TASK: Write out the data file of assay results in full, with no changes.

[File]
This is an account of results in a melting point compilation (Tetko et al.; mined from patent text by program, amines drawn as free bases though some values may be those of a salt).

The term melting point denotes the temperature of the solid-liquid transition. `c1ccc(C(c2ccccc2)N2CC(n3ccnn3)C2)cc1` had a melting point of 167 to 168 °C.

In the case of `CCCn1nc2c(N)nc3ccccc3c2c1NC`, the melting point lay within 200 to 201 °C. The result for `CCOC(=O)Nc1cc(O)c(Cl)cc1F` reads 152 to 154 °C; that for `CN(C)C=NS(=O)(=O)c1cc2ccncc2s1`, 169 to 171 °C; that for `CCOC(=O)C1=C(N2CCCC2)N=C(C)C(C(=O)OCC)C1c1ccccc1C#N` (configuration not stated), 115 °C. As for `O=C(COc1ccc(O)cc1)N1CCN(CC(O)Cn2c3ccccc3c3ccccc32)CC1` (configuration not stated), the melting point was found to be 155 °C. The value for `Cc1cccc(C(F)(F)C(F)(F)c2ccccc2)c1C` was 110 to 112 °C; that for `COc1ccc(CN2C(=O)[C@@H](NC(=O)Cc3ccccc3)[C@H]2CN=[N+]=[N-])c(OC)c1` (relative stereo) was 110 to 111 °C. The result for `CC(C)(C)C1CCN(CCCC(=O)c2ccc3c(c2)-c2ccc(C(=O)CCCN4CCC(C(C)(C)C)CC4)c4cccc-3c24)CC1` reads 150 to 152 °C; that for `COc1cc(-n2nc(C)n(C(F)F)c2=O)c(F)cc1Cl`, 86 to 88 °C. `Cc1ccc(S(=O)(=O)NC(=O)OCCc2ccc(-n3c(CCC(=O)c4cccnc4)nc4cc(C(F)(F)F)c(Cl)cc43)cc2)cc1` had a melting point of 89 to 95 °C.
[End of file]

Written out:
This is an account of results in a melting point compilation (Tetko et al.; mined from patent text by program, amines drawn as free bases though some values may be those of a salt).

The term melting point denotes the temperature of the solid-liquid transition. `c1ccc(C(c2ccccc2)N2CC(n3ccnn3)C2)cc1` had a melting point of 167 to 168 °C.

In the case of `CCCn1nc2c(N)nc3ccccc3c2c1NC`, the melting point lay within 200 to 201 °C. The result for `CCOC(=O)Nc1cc(O)c(Cl)cc1F` reads 152 to 154 °C; that for `CN(C)C=NS(=O)(=O)c1cc2ccncc2s1`, 169 to 171 °C; that for `CCOC(=O)C1=C(N2CCCC2)N=C(C)C(C(=O)OCC)C1c1ccccc1C#N` (configuration not stated), 115 °C. As for `O=C(COc1ccc(O)cc1)N1CCN(CC(O)Cn2c3ccccc3c3ccccc32)CC1` (configuration not stated), the melting point was found to be 155 °C. The value for `Cc1cccc(C(F)(F)C(F)(F)c2ccccc2)c1C` was 110 to 112 °C; that for `COc1ccc(CN2C(=O)[C@@H](NC(=O)Cc3ccccc3)[C@H]2CN=[N+]=[N-])c(OC)c1` (relative stereo) was 110 to 111 °C. The result for `CC(C)(C)C1CCN(CCCC(=O)c2ccc3c(c2)-c2ccc(C(=O)CCCN4CCC(C(C)(C)C)CC4)c4cccc-3c24)CC1` reads 150 to 152 °C; that for `COc1cc(-n2nc(C)n(C(F)F)c2=O)c(F)cc1Cl`, 86 to 88 °C. `Cc1ccc(S(=O)(=O)NC(=O)OCCc2ccc(-n3c(CCC(=O)c4cccnc4)nc4cc(C(F)(F)F)c(Cl)cc43)cc2)cc1` had a melting point of 89 to 95 °C.